Wednesday, August 16, 2000,
Chandigarh, India



How Army treats its heroes

THIS is with reference to Maj-Gen Kuldip Singh Bajwa’s write-up published in The Tribune on July 23.

I fully agree with General Bajwa that the Army is finding it difficult to attract suitable manpower into its ranks. Now the question is why it is so . There must be many reasons behind this, but one of them and most important is that no instant defence is provided to the families of those defence personnel who die while defending their country or die while in the performance of other bona fide military duties.

Should the authorities not take immediately action and grant adequate financial assistance and a suitable job to the families of such defence personnel? This should be done immediately, but this is not the situation today. My views are based on my personal experience.

My only son, Capt Davinder Pal Singh, Army No. DS-11930 F, died on 25.12.1999 in the operational area of Operation Vijay while in the performance of his bona fide military duty and his death has been attributed to the military duty as per the court of enquiry conducted by the Army authorities. He was cremated with full military honours on 27.12.1999 at Mohali.


A period of more than seven months has passed but neither the ex-gratia grant nor the special family pension has so far been granted to his widow. Neither has any job been offered to her though she is a first class BDS degree-holder and there are provisions for providing suitable jobs to such widows on compassionate grounds. Should the Army authorities not grant such relief to immediately to her ?

The Government of Punjab also notified that the families of all those defence personnel belonging to Punjab who die (i) in a specific Operational area (which includes the operational area of Op-Vijay) after 1.1.1999 while in the performance of military duty or due to certain reasons which included an accident will be granted the following benefits:

(i) A suitable job on compassionate grounds, (ii) Rs 2 lakh as ex-gratia grant, and (iii) A plot of land or Rs 5 lakh in lieu of that.

Since all the grounds notified by the Punjab Government are covered in the case of my son, we represented to the authorities concerned of Punjab for the grant of these benefits. But what to say of granting any of these reliefs, none of our representations has been responded to so far.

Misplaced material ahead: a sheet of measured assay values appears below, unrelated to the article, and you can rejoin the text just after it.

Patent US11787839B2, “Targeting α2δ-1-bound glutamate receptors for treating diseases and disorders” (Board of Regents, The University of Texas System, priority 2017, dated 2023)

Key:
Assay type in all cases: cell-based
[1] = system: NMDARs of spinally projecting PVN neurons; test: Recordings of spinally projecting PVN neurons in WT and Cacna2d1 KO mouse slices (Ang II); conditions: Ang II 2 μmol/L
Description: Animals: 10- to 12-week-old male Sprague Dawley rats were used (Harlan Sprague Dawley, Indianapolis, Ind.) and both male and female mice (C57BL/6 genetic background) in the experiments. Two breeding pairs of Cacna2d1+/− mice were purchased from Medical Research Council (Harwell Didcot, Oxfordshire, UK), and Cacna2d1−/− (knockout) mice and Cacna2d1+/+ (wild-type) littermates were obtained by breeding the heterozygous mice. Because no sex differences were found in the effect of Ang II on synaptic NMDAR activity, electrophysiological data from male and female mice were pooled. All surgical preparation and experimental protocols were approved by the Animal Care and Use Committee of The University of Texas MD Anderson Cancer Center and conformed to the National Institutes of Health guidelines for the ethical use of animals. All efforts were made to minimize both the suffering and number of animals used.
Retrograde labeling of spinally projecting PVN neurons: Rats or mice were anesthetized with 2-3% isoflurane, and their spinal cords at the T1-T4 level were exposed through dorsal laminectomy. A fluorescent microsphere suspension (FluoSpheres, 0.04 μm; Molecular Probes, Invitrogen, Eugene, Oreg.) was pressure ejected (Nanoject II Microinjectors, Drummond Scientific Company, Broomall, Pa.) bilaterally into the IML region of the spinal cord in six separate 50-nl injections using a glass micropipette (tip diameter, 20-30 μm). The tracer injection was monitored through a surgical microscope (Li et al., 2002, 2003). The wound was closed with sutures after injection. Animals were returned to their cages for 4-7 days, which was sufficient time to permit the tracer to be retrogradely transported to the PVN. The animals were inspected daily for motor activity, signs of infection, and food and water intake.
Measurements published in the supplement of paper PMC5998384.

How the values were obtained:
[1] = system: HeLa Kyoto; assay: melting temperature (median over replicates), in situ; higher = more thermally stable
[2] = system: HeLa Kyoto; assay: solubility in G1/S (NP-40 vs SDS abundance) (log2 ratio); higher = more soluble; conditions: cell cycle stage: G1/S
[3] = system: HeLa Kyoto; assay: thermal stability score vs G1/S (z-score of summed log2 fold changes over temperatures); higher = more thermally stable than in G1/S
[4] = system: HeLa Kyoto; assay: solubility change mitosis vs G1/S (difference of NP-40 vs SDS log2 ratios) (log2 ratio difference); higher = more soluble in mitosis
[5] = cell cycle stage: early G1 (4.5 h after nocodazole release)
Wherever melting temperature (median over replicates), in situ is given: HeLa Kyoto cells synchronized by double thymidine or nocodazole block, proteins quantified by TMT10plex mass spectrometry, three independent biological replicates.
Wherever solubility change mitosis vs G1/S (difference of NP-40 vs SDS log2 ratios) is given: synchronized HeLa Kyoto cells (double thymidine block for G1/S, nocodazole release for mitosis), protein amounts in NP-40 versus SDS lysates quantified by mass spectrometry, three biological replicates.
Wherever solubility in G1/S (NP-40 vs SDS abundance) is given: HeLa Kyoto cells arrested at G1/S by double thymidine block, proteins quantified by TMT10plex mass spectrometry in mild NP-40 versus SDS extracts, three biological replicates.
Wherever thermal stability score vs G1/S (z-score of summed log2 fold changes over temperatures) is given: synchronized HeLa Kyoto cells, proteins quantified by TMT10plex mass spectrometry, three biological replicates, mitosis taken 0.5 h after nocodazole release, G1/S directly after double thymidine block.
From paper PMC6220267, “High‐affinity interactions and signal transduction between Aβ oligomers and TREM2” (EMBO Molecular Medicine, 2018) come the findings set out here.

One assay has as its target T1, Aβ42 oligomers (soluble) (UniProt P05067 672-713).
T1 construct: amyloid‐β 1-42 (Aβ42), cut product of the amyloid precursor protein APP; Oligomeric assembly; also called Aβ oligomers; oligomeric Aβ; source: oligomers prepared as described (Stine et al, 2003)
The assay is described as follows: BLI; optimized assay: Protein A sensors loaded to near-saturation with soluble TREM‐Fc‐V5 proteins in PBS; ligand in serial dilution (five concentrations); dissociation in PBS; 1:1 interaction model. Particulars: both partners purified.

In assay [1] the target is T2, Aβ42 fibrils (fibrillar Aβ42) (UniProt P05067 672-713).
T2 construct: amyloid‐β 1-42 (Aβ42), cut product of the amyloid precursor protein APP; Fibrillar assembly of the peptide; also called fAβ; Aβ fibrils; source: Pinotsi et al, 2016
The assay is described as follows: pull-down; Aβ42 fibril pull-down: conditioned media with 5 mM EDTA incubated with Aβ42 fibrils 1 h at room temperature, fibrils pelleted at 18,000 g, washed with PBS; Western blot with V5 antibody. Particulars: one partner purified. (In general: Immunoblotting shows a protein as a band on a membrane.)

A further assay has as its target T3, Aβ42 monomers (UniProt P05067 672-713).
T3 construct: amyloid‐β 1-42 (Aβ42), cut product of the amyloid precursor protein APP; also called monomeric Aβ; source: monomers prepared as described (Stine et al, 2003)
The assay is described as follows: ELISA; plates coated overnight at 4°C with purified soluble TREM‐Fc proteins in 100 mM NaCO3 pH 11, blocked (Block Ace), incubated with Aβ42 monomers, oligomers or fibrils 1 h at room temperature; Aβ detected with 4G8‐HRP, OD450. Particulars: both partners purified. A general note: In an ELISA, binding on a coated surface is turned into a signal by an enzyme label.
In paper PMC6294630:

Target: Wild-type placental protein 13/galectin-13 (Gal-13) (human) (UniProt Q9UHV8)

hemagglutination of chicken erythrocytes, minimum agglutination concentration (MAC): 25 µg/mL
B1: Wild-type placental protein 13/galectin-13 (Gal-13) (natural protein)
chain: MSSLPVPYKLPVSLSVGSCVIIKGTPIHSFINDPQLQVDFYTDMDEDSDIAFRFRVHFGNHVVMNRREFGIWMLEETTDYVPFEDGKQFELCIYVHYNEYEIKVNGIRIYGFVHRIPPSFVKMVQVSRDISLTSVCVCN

Is this justice? Is this the reward for which our young men sacrifice their lives in defence of their motherland?


“Lala” is “Pundit”

“Lala” is “Pundit” was the headline of news item carried in The Tribune several decades ago. “Lalaji” was the pet or nickname of Amar Nath, which in the course of time changed to “Lala”, it said. Otherwise, he belonged to a Brahmin family, and this stuck to him and this he liked.

He used to come to me in the early 1950s when I was a Superintendent in the Finance Department, Patiala & East Punjab States Union. He had some work, which I am unable to recall now. Ultimately, he became friendly.

His introduction to me recalled the unsavory incident of 1936 England tour. I was in the office of the Prime Minister, Patiala, in those days. We had a separate file which dealt with the matters conducted with the Board of Control for Cricket in India (BCCI).

For reasons of his own the India Captain, Maharaj Kumar of Vizyanagram, decided to change the batting order and sent L. Amar Nath as the eleventh man. It so happened that the 10th man, who took the first ball when Lala was on the crease was out and that was the end of game. Amar Nath lost his cool. When he returned to the pavilion, he threw his gloves and in rage uttered filthy, unprintable words. The matter was reported to the Maharaja and the Prime Minister and it was decided that Amar Nath should be sent back to India. He was debarred to play for India for many years.


Restructuring PSUs

The article “Disinvestment or distress sale: a case for restructuring PSUs” in The Tribune dated July 31 was very realistic and timely. On the one hand the PSUs are not being allowed to function independently with all sorts of strings attached. On the other, they are being blamed for all the accumulated ills having crept into the PSU system.

The present political-bureaucratic leadership ought to seriously ponder over this question: does all the blame lie on PSU employees only? Are they being provided competent leadership? Professor Dogra, the author of the article, has rightly pointed out that professionals from IITs and IIMs instead of IAS officers, should be made to head the PSUs.

The very basics are not being adhered to. The powers to punish the guilty and reward the good ones are just not there. All the transfers are politically motivated, having little concern with the experience, capability or capacity to perform.

The present set-up has been continuing for the last almost 30 years. Let us not play in the hands of multinationals or unscrupulous nationals who have vested interests. Let us at least give five years’ try by taking the following measures:

Allowing professionals to head and handle the PSUs. Allowing the PSU managements to rationalise the power tariff structure/product rates; allowing decentralisation of the powers to the levels these existed 15-20 years back; allowing a free hand at the level of executing agencies to take on the spot decisions. Of course, transparency has to exist with necessary checks and counter-checks.



Name two persons who can be called the “Unconquered Himalayas”.

Answer: Prabhakaran and Veerappan !



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